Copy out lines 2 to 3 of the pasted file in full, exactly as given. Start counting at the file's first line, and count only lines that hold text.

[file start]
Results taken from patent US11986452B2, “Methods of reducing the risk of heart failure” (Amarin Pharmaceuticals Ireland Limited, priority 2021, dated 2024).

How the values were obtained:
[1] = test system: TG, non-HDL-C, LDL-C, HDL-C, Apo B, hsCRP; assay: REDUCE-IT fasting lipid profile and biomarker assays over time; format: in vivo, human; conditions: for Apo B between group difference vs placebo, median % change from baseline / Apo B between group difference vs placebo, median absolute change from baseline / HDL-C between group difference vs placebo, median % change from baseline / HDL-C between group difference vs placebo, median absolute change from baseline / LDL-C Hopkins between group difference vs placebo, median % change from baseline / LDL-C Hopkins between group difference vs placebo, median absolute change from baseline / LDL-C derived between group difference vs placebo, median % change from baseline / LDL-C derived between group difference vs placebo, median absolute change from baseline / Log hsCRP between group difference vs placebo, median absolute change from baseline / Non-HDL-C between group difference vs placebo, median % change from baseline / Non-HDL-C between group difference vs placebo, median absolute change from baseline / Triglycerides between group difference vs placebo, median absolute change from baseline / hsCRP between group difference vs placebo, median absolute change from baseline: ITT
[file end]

How the values were obtained:
[1] = test system: TG, non-HDL-C, LDL-C, HDL-C, Apo B, hsCRP; assay: REDUCE-IT fasting lipid profile and biomarker assays over time; format: in vivo, human; conditions: for Apo B between group difference vs placebo, median % change from baseline / Apo B between group difference vs placebo, median absolute change from baseline / HDL-C between group difference vs placebo, median % change from baseline / HDL-C between group difference vs placebo, median absolute change from baseline / LDL-C Hopkins between group difference vs placebo, median % change from baseline / LDL-C Hopkins between group difference vs placebo, median absolute change from baseline / LDL-C derived between group difference vs placebo, median % change from baseline / LDL-C derived between group difference vs placebo, median absolute change from baseline / Log hsCRP between group difference vs placebo, median absolute change from baseline / Non-HDL-C between group difference vs placebo, median % change from baseline / Non-HDL-C between group difference vs placebo, median absolute change from baseline / Triglycerides between group difference vs placebo, median absolute change from baseline / hsCRP between group difference vs placebo, median absolute change from baseline: ITT